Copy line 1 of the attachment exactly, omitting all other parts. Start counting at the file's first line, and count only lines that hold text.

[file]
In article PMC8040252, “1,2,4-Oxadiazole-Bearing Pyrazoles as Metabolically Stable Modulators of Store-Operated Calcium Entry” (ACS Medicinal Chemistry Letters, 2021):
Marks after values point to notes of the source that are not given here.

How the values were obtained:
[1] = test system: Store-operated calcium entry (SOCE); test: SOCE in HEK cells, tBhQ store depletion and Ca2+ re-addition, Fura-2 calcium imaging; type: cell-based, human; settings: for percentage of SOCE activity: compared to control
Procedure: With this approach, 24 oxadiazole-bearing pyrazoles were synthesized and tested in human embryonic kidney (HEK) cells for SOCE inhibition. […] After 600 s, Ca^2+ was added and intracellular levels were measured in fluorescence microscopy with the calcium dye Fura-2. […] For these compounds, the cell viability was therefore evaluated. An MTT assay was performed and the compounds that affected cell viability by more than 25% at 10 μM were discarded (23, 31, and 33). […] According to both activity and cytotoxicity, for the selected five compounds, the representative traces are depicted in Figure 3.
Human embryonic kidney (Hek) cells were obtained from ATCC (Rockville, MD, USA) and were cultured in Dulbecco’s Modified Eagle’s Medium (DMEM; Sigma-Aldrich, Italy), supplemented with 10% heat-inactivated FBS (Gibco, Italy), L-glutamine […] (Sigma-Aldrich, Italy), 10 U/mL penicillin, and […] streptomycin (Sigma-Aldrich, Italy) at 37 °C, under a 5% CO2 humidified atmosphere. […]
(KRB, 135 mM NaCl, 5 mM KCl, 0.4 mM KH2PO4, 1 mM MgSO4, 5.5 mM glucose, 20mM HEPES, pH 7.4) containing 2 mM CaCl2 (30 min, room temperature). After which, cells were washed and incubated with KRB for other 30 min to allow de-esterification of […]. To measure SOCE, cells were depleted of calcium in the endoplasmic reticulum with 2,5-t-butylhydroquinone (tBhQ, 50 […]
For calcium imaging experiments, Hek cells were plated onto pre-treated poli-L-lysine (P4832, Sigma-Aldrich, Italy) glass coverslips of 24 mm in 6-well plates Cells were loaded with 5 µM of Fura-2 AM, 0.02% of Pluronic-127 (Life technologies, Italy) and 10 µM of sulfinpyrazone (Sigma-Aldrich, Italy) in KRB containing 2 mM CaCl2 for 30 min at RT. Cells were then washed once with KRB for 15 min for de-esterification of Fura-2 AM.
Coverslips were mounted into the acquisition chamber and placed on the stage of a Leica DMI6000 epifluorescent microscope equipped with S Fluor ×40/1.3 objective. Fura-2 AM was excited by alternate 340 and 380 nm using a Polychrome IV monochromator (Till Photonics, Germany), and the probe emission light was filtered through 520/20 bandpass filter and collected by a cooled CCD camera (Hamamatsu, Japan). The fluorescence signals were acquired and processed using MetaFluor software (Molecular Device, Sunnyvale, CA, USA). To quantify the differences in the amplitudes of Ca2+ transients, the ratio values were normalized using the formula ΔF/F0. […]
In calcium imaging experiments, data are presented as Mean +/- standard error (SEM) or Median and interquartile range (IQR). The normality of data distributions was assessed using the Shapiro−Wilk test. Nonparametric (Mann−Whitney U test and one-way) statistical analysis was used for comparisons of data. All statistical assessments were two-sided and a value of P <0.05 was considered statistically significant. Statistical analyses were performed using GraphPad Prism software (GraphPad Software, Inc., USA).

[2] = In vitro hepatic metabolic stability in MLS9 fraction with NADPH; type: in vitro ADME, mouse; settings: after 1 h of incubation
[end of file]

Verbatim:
In article PMC8040252, “1,2,4-Oxadiazole-Bearing Pyrazoles as Metabolically Stable Modulators of Store-Operated Calcium Entry” (ACS Medicinal Chemistry Letters, 2021):